Be Thankful For What You Are Tiven

Hope you all had a Happy Fourth of July! I sure did, and the resulting recovery from said celebrations have made me once again kinda slow on the draw here in blog-land and I am once again begging you to bear with me as I catch up.

After a few blogs about the genius of soul that is Don Covay, I promised I would hip you to a series of tribute CDs to soul heroes which came out in the early-to-mid-’90’s on the Razor and Tie label and Shanachie Records.

The tributes, one each for Curtis Mayfield, Don Covay and Arthur Alexander, were spearheaded by a rocker with Memphis ties, Jon Tiven. For those who are unfamiliar with the name, Tiven has bumped around the music scene since the late ’60’s but started gaining fame in the mid-’70’s as part of the Big Star axis. Although never in that groundbreaking pop band, Tiven played in other bands with various permutations of the members and also counted among his bandmates and collaborators unsung Memphis pop geniuses (and who I will devote future blogs to) Van Duren and Tommy Hoehn.

Knocking sround Memphis and later New York City, Tiven slowly gained notice as an excellent producer and songwriter, as well as artist in his own right. Many bands and artists have covered Tiven and his bass-playing wife Sally’s songs over the years and current albums by Ellis Hooks, Shemekia Copeland and Frank Black bear evidence of his song-writing ability and producing skills.

Back in the early ’90’s, Tiven started releasing these great tribute CDs featuring a coterie of great performers like Covay, Ron Wood, members of rock band Living Colour, Dave Edmunds, Nick Lowe, Iggy Pop and on and on. Though they are hard to find today, I suggest searching them out if you can. The performances are all top notch and many feature Tiven and his band playing back-up.

I am set to interview Tiven soon and I will flesh out the story behind these tributes in a few weeks but I hope you endeavor to search them out and listen to them. They are possibly the best tribute CDs ever in a world that has way too many of them. The artists taking part are showcased well and the artists being honored couldn’t possibly have their songs lavished with more respect.

Also keep your eyes peeled for any CD with Tiven’s name in the credits. He is a throwback to the days when people cared about music and everything he produces has an authentic feel to it. Whenever I stumble across his name on a CD, I pick it up because I know I am going to like it. He has a great ear for new artists, is a great songwriter and has a cool little recording career going himself. An album on Rounder from the late ’90’s is especially good. Search that out as well.

The Music Nerd knows…..

“nothing against Christgau” (Washington City Paper)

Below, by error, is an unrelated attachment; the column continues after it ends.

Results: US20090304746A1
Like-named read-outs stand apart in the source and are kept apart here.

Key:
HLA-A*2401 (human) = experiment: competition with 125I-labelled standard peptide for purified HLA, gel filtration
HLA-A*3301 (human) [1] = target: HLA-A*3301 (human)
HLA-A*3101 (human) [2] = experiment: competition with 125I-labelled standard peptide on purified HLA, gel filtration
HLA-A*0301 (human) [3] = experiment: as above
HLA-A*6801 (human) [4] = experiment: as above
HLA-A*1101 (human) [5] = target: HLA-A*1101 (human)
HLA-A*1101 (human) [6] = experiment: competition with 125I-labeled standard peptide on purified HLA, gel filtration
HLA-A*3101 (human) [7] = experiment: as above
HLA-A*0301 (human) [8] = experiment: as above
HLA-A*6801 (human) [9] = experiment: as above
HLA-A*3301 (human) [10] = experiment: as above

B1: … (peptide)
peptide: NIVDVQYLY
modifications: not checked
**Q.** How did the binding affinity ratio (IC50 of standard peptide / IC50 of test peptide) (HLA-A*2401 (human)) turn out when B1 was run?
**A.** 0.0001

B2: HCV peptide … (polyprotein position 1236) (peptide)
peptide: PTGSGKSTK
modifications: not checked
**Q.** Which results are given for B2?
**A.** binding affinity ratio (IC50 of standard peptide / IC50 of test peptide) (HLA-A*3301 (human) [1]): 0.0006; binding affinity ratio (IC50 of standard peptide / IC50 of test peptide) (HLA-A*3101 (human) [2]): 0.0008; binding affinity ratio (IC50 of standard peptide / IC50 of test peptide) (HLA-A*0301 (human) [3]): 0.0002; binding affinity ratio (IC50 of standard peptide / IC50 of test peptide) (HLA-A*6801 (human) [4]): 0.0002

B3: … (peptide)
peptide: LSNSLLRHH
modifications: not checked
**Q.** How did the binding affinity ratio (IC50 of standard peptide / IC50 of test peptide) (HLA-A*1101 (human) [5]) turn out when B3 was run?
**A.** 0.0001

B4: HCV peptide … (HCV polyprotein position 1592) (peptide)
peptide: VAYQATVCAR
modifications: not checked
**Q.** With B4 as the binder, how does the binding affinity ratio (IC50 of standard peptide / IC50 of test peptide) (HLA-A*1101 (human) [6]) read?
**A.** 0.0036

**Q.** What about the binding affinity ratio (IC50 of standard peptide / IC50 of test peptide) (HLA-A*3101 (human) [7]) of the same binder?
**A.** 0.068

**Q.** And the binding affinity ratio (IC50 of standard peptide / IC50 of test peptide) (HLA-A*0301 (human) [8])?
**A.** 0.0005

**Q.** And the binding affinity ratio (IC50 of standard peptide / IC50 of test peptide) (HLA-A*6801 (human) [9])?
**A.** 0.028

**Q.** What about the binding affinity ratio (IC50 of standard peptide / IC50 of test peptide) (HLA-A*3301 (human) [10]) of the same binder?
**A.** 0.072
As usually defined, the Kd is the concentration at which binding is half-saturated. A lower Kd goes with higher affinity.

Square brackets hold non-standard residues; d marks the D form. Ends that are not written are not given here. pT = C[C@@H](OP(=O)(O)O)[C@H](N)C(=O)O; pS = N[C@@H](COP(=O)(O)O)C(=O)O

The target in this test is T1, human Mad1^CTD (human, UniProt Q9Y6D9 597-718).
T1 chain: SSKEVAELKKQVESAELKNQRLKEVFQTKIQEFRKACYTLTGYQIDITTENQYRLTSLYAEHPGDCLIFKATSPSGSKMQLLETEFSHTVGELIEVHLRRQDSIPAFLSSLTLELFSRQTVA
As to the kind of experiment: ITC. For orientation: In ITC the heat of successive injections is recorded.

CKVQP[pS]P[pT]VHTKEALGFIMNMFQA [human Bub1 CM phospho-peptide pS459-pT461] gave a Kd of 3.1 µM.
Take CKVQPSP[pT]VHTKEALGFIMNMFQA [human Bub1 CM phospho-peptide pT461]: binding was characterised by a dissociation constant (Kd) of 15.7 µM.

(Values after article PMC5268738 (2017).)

Cashews Get Their Due: George Pelecanos is somewhat taken aback when asked to talk about his contribution to Lost in the Grooves: Scram’s Capricious Guide to the Music You Missed. “I got an e-mail from my agent a couple years ago,” says the Silver Spring–Êbased writer. Scram, a magazine “dedicated to rooting out the cashews in the bridge mix of unpopular culture,” wanted him to write a piece about underappreciated music. “I just sent it. I never talked to them or anything,” he says. “Then this book shows up.” Lost in the Grooves compiles essays—sometimes of just a few lines—about perennial critics’ darlings (the Go-Betweens’ 16 Lovers Lane), odd faves of odd people (Vivian Stanshall’s Men Opening Umbrellas Ahead), albums you weren’t supposed to like (Alvin and the Chipmunks’ The Alvin Show), and whatever else its writers—including locals Ken Barnes (USA Today, ’70s zines Flash and Fusion), and Vern Stoltz (Cannot Be Obsolete) and Memphis, Tenn.–based Washington City Paper contributor Andrew Earles—favor. Pelecanos wrote about Curtis Mayfield’s 1973 Curtom release Back to the World. “I just picked a record that I thought was really underappreciated in its category, especially coming after Superfly.” The overlooked disc “was of a time when people were making records that were sort of thematic,” says Pelecanos, and it’s easy to see why the crime novelist and story editor of HBO’s The Wire would relate to lines like these: “In these city streets—everywhere/You got to be careful/Where you move your feet, and how you part your hair.” Pelecanos’ review ends with a shot at the dean of rock critics: “Robert Christgau gave this a ‘C.’ Another reason, in my opinion, to check it out.” Pelecanos is quick to point out that he has nothing against Christgau, but, he says, “I object to that kind of criticism…. A guy, or a woman, sits in a dark room for a year and writes a book, and then someone blows it off with a D-minus or whatever.” Pelecanos’ appreciation for music is almost as well-known as his novels, which chronicle a Washington far from filibusters and presidential coronations. The “tour music” section of his Web site offers a playlist much like that in Lost in the Grooves: When he hits the road to promote his new book, Drama City, in March, his CD wallet will be stocked with Slobberbone, Lalo Schifrin, the Isley Brothers, Iron + Wine, War, and Graham Parker. And his previous novel, Hard Revolution, featured a “soundtrack” CD given away at readings. Next for Pelecanos, besides the book tour, is news on whether The Wire will be picked up for a fourth season. The future of the drama may be grim, given HBO Chair Chris Albrecht’s quip that “I have received a telegram from every viewer of The Wire—all 250 of them.” Perhaps Scram should cover unpopular TV in its next book. (Pamela Murray Winters, Washington City Paper, 2/11/05)